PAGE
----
2. For a period of 5 years, the members that are appointed can hold the office. These members are also eligible for re-appointment for another term provided, that member should cease to hold the office after attainment of 70 years of age.

Under the Government of India or the State Government, the person who holds the office of the Chairperson or a member will not be eligible for further employment.  

Member holding office of Chairperson 

Section 7 of Protection of Human Rights Act, 1993 provides the situations under which members can hold the office of the Chairperson.

  1. The President of India can authorise one of the members to act as a Chairperson until a new Chairperson is appointed through a notification.
  2. When the office of the Chairperson gets vacant by reason of Chairperson’s death, resignation or otherwise, then a member can hold the office of the Chairperson.
  3. When the functions of the Chairperson are not being performed due to his absence on leave or because of another reason.

State Human Rights Commission

In order to exercise the powers or to perform functions that are assigned to the State Commission, the State Government may constitute a body known as the Human Rights Commission of that state.

Presently, 25 states have formed the State Human Rights Commission.

State Human Rights Commission

The date on which these Commissions were constituted

City in which these Commissions are located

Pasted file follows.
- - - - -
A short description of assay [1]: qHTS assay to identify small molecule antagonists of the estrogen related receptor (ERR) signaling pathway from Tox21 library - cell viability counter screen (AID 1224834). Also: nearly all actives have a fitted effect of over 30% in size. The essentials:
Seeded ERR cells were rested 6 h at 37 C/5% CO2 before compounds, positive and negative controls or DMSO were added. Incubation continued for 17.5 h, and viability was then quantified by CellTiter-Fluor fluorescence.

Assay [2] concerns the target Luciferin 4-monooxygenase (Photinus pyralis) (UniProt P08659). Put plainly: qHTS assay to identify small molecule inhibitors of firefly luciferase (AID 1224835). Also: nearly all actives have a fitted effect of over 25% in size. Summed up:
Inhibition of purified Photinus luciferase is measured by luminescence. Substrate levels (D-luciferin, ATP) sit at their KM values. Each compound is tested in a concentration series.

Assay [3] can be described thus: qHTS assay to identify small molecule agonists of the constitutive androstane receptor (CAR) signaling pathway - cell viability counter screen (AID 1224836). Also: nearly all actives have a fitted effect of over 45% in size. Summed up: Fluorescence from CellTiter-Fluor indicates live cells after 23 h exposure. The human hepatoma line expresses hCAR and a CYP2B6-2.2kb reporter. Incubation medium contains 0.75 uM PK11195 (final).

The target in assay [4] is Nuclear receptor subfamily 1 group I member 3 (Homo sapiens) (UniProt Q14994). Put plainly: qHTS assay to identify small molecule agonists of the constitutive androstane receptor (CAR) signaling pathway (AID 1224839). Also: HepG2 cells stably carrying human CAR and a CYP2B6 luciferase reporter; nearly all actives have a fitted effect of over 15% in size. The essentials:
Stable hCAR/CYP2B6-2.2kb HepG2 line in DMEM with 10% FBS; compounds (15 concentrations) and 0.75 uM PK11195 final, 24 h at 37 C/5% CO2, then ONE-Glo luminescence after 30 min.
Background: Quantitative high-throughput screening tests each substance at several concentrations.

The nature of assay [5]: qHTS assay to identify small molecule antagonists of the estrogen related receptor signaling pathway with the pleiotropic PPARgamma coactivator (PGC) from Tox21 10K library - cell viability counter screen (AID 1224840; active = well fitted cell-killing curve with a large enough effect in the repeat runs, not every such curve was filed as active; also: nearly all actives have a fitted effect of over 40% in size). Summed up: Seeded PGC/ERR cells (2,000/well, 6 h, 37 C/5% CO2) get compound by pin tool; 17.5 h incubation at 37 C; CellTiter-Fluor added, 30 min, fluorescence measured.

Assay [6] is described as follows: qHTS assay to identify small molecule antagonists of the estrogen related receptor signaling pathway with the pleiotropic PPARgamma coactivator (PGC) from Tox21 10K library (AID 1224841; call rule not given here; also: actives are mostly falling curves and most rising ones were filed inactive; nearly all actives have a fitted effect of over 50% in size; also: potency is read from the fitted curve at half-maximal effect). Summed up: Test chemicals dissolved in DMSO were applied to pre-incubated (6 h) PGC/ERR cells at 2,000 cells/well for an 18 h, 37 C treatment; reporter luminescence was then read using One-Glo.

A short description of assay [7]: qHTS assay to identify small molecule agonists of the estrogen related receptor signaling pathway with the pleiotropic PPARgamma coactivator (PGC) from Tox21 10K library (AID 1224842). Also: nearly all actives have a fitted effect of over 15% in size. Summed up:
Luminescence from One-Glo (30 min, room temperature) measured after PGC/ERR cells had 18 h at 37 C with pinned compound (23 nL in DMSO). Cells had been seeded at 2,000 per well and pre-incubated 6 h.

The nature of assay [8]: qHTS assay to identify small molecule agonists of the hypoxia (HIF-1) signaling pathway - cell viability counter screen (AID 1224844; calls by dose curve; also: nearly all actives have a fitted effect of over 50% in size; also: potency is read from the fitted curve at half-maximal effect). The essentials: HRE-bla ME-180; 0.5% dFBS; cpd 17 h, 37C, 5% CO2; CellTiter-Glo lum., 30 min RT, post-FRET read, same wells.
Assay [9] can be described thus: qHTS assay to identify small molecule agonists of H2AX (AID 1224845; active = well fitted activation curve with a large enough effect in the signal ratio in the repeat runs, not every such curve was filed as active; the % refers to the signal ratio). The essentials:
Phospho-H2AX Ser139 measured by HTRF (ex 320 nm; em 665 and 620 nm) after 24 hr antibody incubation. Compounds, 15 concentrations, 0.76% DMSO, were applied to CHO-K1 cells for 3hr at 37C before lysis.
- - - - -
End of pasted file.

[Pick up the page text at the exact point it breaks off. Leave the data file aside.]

Chairman of the State Human Rights Commission

Assam Human Rights Commission

19 January 1996


Mr Justice T. Vaiphei

Andhra Pradesh State Human Rights Commission

2 August 2006



Bihar human rights commission

3 January 2000


Acting Chairperson cum Member – Shri Ujjwal Kumar Dubey

Chhattisgarh State Human Rights Commission

16 April 2001



Gujarat State Human Rights Commission

12 September 2006



Goa Human Rights Commission



Acting Chairperson – Shri Anand D. Salkar

Himachal Pradesh State Human Rights Commission




Haryana Human Rights Commission



Hon’ble Mr Justice Satish Kumar Mittal

Jharkhand State Human Rights Commission



Acting Chairperson – Santosh Kumar Satpathy

Jammu and Kashmir State Human Rights Commission

January 1997


Mr Justice Bilal Nazki

Kerala State Human Rights Commission

11 December 1998


Acting Chairperson cum Member – Shri P. Mohana das

Would be appointed as chairman –  Justice Antony Dominic

Karnataka State Human Rights Commission

28 June 2005


Justice Dhirendra H Waghela

Meghalaya State Human Rights Commission




Madhya Pradesh Human Rights Commission

1 September 1995


Acting Chairperson – Shri Manohar Mamtani

Maharashtra State Human Rights Commission

6 march 2001


Acting Chairperson – Shri Peter James Pyngrope Hanaman

Manipur State Human Rights Commission




Odisha Human Rights Commission

27 January 2007



Punjab Human Rights Commission



Justice Iqbal Ahmed Ansari

Rajasthan State Human Rights Commission

18 January 1999


Justice Shri Prakash Tatia

Sikkim State Human Rights Commission

18 October 2008


Hon’ble Mr. Justice Narendra Kumar Jain

State Human Rights Commission Tamil Nadu

17 April 1997


Tmt. Justice T. Meenakumari

Tripura Human Rights Commission



Justice Kalyan Jyoti Sengupta

Uttar Pradesh Human Rights Commission

7 October 2002